In Conversation: Paul Nicklen

Cynthia Haynes

We’re honoured to publish the first-ever eBook from world-renowned photographer Paul Nicklen, Photographing Wild: Techniques of a National Geographic Photographer. In this photographically-rich book, Paul shares his philosophies, stories behind the photographs, and the techniques he uses to create his sought-after work. And regardless of what you photograph, he emphasizes the importance of making powerful images of the things you care about. For those who may not know Paul, or for those who want to know more about him, the book feels like sitting down with a friend and having a conversation. His masterful storytelling combines humour, power, and his passion for the world that he works diligently to conserve through his photography. 

At what point in your career as a marine biologist did you know you wanted to photograph wildlife?

I knew while I was studying biology at the University of Victoria, but assumed that such a career did not exist for a guy like me.

As a master storyteller, how do you visualize the elements of the story you want to tell?

I research my stories at great length, create lists, then select the top potential visuals from each category and then sketch them on a piece of paper. I break the images down into shape, mood, composition, feeling, and impact.

Do you believe it’s possible to tell a whole story in a single photograph? What do you think makes a good storytelling image?  

Absolutely. Think of a polar bear floating out to sea on a tiny piece of ice. Think of thousands of shark fins drying in the sun. It invites you in, grabs you by the heart, and beats you over the head with the message.

In your extreme travels to remote landscapes with large predators, have you ever experienced a situation where you thought, “I might not make it out of this?”

It's happened a few times, but the worst was when an 8,000-pound breeding elephant seal came after me in the water. It was only four feet deep and he was doing everything he could do to crush me. He had a hundred females to protect and just saw me as a rival male.

(Editor's note: The elephant seal is not the animal photographed below; these are photographs of the leopard seal featured in Paul's TED Talk.)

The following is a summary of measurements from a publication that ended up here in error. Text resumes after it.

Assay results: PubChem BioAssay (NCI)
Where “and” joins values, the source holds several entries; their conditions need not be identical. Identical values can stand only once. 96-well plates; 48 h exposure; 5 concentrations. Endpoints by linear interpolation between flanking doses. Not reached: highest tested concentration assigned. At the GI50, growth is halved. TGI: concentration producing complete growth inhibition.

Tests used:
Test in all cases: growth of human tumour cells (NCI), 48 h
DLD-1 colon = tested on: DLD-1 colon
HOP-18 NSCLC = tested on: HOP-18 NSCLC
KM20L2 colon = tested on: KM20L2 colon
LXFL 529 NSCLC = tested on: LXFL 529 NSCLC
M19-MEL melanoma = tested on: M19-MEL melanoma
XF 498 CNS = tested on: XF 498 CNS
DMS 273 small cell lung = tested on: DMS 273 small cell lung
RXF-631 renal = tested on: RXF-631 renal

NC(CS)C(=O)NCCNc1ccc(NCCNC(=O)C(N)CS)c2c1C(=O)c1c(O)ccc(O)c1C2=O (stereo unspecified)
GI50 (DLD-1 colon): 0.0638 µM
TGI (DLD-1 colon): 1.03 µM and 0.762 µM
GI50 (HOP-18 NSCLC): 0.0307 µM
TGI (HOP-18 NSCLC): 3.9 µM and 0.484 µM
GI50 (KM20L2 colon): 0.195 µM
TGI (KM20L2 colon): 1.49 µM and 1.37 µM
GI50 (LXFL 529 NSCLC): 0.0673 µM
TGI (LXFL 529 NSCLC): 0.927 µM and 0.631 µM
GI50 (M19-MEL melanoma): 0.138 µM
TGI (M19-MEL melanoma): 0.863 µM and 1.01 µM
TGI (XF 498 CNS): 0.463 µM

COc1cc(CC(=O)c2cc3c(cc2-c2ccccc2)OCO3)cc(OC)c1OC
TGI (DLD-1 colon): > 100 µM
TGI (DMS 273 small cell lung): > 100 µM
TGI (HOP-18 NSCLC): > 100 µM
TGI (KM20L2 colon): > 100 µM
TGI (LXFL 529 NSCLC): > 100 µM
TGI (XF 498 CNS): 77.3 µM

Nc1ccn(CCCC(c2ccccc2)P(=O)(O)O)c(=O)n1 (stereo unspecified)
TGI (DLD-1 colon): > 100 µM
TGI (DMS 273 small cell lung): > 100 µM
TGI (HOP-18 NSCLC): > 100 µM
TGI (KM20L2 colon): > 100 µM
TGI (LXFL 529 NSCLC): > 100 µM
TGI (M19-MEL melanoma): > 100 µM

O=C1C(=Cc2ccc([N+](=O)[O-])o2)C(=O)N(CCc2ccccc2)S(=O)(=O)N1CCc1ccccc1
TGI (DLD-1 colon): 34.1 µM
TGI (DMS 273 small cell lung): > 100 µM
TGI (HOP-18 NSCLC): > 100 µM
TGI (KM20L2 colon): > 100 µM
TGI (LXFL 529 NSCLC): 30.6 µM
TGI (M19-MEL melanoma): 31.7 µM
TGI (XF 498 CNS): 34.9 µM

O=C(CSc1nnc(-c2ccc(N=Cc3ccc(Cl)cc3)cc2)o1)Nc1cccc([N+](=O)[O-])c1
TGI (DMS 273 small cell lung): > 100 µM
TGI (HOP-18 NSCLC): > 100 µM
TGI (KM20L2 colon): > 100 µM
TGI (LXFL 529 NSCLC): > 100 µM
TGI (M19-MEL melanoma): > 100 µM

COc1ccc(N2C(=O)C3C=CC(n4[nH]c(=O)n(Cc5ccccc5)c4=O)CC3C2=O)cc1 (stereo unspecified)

What would you say is the most dangerous species? Why?

I don’t think that there is a dangerous species. No such thing, unless maybe you are thinking about box jellyfish. There is bad judgment by humans that can get them in trouble, but that doesn't make a species dangerous.  

What do you want to achieve with your photography? How do you want to be remembered?

I want to be remembered for the millions of square kilometers of marine protected areas, no take zones, and protecting complete ecosystems.

Photographing Wild: Techniques of a National Geographic Photographer is 200 pages of working techniques, illustrated with beautiful photographs and incredible stories from Paul, and features profiles by Jimmy Chin, David Doubilet, Cristina Mittermeier, Brent Stirton, Michael "Nick" Nichols, and Joel Sartore. A portion of the proceeds from the book will go to Paul's foundation, Sea Legacy, which uses photography in conservation and habitat protection efforts in some of the most remote corners of the ocean. 

Paul Nicklen is an assignment photographer for National Geographic who has captured the imagination of a global audience. His personal mission is to use his highly emotional, evocative, and beautiful images to ignite a conversation about the future of our planet’s natural wonders and to inspire action. As a founder and contributing photographer to Sea Legacy, he dedicates his efforts to highlighting the issues, species, and ecosystems he cares about so deeply by traveling the world in search of meaningful stories that touch people’s emotions and connect the public at large with Earth’s marine and polar realms.


Interview Paul Nicklen

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